Richard Shope

Richard Edwin Shope (December 25, 1901 – October 2, 1966) was an American virologist who, together with his mentor Paul A. Lewis at the Rockefeller Institute, identified influenzavirus A in pigs in 1931.[1] Using Shope's technique, Smith, Andrewes, and Laidlaw of England's Medical Research Council cultured it from a human in 1933.[1] They and Shope in 1935 and 1936, respectively, identified it as the virus circulating in the 1918 pandemic.[1] In 1933, Shope identified the Shope papillomavirus, which infects rabbits. His discovery later assist other researcher to link the papilloma virus to warts and cervical cancer. He received the 1957 Albert Lasker Clinical Medical Research Award.[2]

Richard Edwin Shope
Richard Edwin Shope.jpg
Richard Edwin Shope as a U.S. Navy officer
Born(1901-12-25)December 25, 1901
DiedOctober 2, 1966(1966-10-02) (aged 64)
CitizenshipUnited States
Alma materUniversity of Iowa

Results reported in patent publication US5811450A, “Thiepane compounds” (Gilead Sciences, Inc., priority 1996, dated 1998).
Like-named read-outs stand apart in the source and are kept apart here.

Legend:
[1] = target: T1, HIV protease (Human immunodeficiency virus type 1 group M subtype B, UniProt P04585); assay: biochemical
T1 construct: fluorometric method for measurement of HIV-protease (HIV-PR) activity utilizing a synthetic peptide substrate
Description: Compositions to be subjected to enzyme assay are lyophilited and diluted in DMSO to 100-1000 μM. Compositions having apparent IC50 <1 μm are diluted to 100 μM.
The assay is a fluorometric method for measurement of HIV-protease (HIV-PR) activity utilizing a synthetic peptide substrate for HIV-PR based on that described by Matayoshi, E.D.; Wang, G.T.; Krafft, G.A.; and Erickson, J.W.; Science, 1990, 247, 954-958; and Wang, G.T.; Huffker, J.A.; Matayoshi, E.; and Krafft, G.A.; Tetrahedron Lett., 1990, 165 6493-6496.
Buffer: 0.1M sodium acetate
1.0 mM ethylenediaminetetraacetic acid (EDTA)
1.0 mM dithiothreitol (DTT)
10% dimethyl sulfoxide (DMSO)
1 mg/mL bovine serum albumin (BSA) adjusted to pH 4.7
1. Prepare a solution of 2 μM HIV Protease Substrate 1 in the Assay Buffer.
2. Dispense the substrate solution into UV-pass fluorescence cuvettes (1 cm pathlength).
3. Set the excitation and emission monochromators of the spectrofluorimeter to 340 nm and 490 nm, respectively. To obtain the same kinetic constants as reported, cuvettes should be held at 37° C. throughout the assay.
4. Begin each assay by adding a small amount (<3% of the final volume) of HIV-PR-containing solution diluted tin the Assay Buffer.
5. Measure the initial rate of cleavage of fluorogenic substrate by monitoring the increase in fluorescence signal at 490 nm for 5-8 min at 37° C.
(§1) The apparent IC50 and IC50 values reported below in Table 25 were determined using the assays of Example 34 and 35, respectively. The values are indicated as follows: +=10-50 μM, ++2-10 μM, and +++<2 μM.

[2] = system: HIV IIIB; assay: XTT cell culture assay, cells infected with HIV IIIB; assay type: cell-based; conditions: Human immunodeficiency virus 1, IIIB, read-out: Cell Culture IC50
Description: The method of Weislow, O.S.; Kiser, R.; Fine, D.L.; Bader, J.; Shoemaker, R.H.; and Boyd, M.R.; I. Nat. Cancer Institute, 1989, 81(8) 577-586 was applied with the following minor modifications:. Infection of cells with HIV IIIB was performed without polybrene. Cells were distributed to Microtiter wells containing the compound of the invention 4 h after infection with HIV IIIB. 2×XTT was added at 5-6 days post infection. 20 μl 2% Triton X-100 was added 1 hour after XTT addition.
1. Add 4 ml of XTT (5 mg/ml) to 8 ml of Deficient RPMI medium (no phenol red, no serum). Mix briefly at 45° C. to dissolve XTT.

Known for
Identified Shope papilloma virus and main cause of 1918 pandemic as Influenza A virus
Spouse(s)Helen Ellis
Scientific career
Academic advisorsDr. Paul Lewis
InfluencedErich Traub

His son Robert Shope was also a virologist, who specialised in arthropod-borne viruses.[3]


  1. ^ a b c Van Epps, HL (2006). "Influenza: Exposing the true killer". J Exp Med. 203 (4): 803. doi:10.1084/jem.2034fta. PMC 2118275. PMID 16685764.
  2. ^ Rockefeller University, "Awards & honors: Richard E Shope",, 28 Jul 2012 (Web: access date).
  3. ^ Frederick A. Murphy; Charles H. Calisher; Robert B. Tesh; David H. Walker (2004), "In Memoriam: Robert Ellis Shope: 1929–2004", Emerging Infectious Diseases, 10 (4): 762–65, doi:10.3201/eid1004.040156, PMC 3323084

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